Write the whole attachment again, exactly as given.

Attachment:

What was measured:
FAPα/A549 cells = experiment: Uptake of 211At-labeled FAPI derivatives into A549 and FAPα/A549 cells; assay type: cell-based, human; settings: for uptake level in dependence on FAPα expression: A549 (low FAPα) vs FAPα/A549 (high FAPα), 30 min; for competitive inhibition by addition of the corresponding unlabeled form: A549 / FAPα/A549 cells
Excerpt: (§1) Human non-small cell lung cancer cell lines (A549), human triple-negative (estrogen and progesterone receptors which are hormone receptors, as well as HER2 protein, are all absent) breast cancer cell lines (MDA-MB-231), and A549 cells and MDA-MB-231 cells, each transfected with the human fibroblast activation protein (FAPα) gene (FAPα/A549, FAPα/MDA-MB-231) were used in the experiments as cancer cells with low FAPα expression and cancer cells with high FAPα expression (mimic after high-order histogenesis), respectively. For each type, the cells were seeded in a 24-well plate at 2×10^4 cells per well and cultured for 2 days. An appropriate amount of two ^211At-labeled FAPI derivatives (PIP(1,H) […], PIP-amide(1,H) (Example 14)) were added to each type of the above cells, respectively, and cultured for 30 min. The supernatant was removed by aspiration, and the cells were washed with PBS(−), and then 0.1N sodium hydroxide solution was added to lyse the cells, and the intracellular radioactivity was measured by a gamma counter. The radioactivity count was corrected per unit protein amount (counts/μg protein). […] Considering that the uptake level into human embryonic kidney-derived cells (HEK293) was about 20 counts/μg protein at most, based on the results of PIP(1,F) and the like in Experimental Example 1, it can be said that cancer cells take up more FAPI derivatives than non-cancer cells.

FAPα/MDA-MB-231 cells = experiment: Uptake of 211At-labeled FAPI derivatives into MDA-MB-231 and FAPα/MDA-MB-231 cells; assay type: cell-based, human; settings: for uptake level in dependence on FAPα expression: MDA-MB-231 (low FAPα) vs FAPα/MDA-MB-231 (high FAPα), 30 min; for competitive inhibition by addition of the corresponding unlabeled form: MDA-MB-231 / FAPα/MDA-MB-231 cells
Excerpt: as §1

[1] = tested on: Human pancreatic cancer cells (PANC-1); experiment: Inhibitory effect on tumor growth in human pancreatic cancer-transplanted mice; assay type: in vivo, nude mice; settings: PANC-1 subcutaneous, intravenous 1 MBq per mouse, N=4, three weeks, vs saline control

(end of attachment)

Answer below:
What was measured:
FAPα/A549 cells = experiment: Uptake of 211At-labeled FAPI derivatives into A549 and FAPα/A549 cells; assay type: cell-based, human; settings: for uptake level in dependence on FAPα expression: A549 (low FAPα) vs FAPα/A549 (high FAPα), 30 min; for competitive inhibition by addition of the corresponding unlabeled form: A549 / FAPα/A549 cells
Excerpt: (§1) Human non-small cell lung cancer cell lines (A549), human triple-negative (estrogen and progesterone receptors which are hormone receptors, as well as HER2 protein, are all absent) breast cancer cell lines (MDA-MB-231), and A549 cells and MDA-MB-231 cells, each transfected with the human fibroblast activation protein (FAPα) gene (FAPα/A549, FAPα/MDA-MB-231) were used in the experiments as cancer cells with low FAPα expression and cancer cells with high FAPα expression (mimic after high-order histogenesis), respectively. For each type, the cells were seeded in a 24-well plate at 2×10^4 cells per well and cultured for 2 days. An appropriate amount of two ^211At-labeled FAPI derivatives (PIP(1,H) […], PIP-amide(1,H) (Example 14)) were added to each type of the above cells, respectively, and cultured for 30 min. The supernatant was removed by aspiration, and the cells were washed with PBS(−), and then 0.1N sodium hydroxide solution was added to lyse the cells, and the intracellular radioactivity was measured by a gamma counter. The radioactivity count was corrected per unit protein amount (counts/μg protein). […] Considering that the uptake level into human embryonic kidney-derived cells (HEK293) was about 20 counts/μg protein at most, based on the results of PIP(1,F) and the like in Experimental Example 1, it can be said that cancer cells take up more FAPI derivatives than non-cancer cells.

FAPα/MDA-MB-231 cells = experiment: Uptake of 211At-labeled FAPI derivatives into MDA-MB-231 and FAPα/MDA-MB-231 cells; assay type: cell-based, human; settings: for uptake level in dependence on FAPα expression: MDA-MB-231 (low FAPα) vs FAPα/MDA-MB-231 (high FAPα), 30 min; for competitive inhibition by addition of the corresponding unlabeled form: MDA-MB-231 / FAPα/MDA-MB-231 cells
Excerpt: as §1

[1] = tested on: Human pancreatic cancer cells (PANC-1); experiment: Inhibitory effect on tumor growth in human pancreatic cancer-transplanted mice; assay type: in vivo, nude mice; settings: PANC-1 subcutaneous, intravenous 1 MBq per mouse, N=4, three weeks, vs saline control